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Judy with Shaun O’Sullivan (21st Amendment) and Chris Black at his Falling Rock Taphouse during GABF week in 2007.

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Out in front of The Bistro in Hayward at the Wood-Aged Beer Festival in August of 2008. From left: Jeremy Cowan, owner of He’Brew, Judy, Dave Heist, and Zak, also from He’Brew.

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At the Toronado Barleywine Festival in 2008, Judy Ashworth, Matt Salie (with Big Sky Brewing) and Judy’s daughter Laurel.

Judy Ashworth, Stephen Beaumont, me & Peter Hoey at the Pliny the Younger release
Judy with Stephen Beaumont, me and Peter Hoey at the 2010 Pliny the Younger release.

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Dave Suurballe, Judy, Julie Nickels and Bruce Paton at Anchor Brewing for the book release party for Tom Acitelli’s “Audacity of Hops” a couple of years ago.

Patent No. 580303A: Apparatus For Cleaning Pipes

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Today in 1897, US Patent 580303 A was issued, an invention of Henry E. Bailey, for his “Apparatus For Cleaning Pipes.” There’s no Abstract, although in the description it includes this summary:

In using beer and other malted liquors there is found a tendency to the formation of slime and other offensive matter that is deposited therein by the liquid from which it emanates. This deposition will soon produce a cloudy appearance and objectionable taste in the liquid that flows through the pipe.

The object of my invention is to provide an apparatus that will chemically dissolve the slime and other depositions in the pipe and then, by a flow of clear water which passes through the apparatus,thoroughly cleanse the pipe of all improper matter and restore it to a condition of purity and cleanliness.

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Historic Beer Birthday: Sampson Salter

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Today is the birthday of Sampson Salter (March 21, 1692-April 6, 1778) who in the early 18th century operated one of the most popular breweries in Boston. Considering it was apparently so popular, there’s very little specific information about either Salter or his brewery. Most histories seem to only mention him in passing. For example, “Historic Taverns of Boston” by Gavin Nathan, says only this:

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Boston in 1722.

Beer Birthday: Ray Deter

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Today would have been the 59th birthday of Publican extraordinaire Ray Deter, who passed away tragically five summers ago after he was struck by a car while riding his bicycle in New York City. Ray was the owner of the d.b.a. beer bars in New York City (Manhattan and Brooklyn) and also New Orleans. He is most definitely missed by those of us who knew him. Please join me in raising a toast today to the memory of Ray Deter. Happy birthday Ray.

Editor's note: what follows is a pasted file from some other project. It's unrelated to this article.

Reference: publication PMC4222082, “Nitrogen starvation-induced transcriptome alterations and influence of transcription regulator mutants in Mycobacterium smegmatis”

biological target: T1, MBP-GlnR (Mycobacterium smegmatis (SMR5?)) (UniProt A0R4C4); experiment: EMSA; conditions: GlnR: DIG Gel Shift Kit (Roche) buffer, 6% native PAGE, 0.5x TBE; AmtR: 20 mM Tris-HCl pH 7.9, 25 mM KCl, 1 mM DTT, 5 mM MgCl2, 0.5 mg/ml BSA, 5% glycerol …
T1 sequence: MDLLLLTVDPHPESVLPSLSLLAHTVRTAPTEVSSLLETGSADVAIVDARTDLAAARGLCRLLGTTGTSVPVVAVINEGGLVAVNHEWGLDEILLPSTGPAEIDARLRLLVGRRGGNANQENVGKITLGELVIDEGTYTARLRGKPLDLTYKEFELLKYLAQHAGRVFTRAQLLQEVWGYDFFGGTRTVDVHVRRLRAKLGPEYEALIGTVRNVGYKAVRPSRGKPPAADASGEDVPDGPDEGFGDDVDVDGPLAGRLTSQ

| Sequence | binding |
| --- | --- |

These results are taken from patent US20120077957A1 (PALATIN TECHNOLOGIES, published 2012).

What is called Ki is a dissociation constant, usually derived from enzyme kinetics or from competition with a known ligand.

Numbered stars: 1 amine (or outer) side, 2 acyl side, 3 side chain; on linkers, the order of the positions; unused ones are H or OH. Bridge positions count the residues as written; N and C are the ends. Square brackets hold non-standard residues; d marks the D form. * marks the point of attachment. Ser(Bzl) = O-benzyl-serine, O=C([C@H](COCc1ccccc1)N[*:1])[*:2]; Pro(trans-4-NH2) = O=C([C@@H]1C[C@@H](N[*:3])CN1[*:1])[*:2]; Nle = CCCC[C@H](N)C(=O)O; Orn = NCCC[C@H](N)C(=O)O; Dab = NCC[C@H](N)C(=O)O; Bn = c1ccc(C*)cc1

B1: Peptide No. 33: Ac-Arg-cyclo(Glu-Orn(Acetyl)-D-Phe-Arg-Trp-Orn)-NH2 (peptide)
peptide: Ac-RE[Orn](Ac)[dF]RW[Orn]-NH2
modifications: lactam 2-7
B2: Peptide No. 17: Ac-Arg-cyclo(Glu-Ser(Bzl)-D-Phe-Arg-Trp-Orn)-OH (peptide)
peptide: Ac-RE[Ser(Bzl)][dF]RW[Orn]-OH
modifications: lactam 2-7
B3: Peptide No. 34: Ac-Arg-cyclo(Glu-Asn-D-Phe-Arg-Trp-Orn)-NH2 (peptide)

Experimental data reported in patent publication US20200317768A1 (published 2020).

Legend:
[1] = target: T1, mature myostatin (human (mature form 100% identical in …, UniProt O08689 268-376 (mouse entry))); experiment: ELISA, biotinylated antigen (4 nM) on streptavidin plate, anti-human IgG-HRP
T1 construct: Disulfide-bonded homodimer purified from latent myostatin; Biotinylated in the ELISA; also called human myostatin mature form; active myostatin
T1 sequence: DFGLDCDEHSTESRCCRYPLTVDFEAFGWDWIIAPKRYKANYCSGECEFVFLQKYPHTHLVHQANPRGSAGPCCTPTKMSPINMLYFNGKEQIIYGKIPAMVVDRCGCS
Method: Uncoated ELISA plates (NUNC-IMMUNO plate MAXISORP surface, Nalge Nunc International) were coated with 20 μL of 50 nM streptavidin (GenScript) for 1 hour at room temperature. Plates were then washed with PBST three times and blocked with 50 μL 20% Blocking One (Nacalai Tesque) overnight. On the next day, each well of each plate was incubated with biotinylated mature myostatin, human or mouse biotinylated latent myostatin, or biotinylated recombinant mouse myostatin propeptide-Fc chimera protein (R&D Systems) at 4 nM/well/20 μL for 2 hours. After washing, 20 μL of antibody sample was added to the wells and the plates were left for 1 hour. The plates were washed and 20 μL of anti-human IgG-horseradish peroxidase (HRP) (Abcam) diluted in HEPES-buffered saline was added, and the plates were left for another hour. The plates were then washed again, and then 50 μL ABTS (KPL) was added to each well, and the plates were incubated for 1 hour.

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Ray in front of the New Orleans d.b.a. with Garrett Oliver several years ago.

Patent No. 5291004A: Card-Controlled Beverage Distribution System

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Today in 1994, US Patent 5291004 A was issued, an invention of Michael S. Frank and R. Patrick Garrett, for their “Card-Controlled Beverage Distribution System.” Here’s the Abstract:

A self-service beverage distribution system includes a piping network with refrigerated tubing for transporting beverages, such as beer, from at least one source to at least one output. A drinker purchases a magnetic card which represents a predetermined quantity of beer, and which specifies which beer sources the drinker can have access to. A flow meter measures how much beer the drinker dispenses, and the quantity of beer represented on the card is decreased accordingly.

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Beer Birthday: Jeff Bell

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Today is the 37th birthday of Jeff Bell, whose alter ego was, until a few years ago, Stonch, one of England’s best bloggers. He had retired from blogging to concentrate on his new job as landlord of a London pub, The Gunmakers, in Clerkenwell, a village in the heart of London. I stopped by to meet Jeff on my way back from a trip to Burton-on-Trent a few years ago. And four years back, I saw Jeff several times during GBBF week. But a couple of years back, the blogging started up again, and he moved on from that pub, and last I heard he was the landlord of the Finborough Arms in Earl’s Court, next to the Finborough Theatre. I hope I’ll get a chance to visit his new place on my next trip to London. Join me in wishing Jeff a very happy birthday.

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Jeff Bell, a.k.a. Stonch, at The Gunmakers Pub in central London.

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With a Gunmaker’s bartender at the British Beer Writers Guild event before the start of the Great British Beer Festival in 2009.

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In front of Gunmaker’s in the summer of 2009.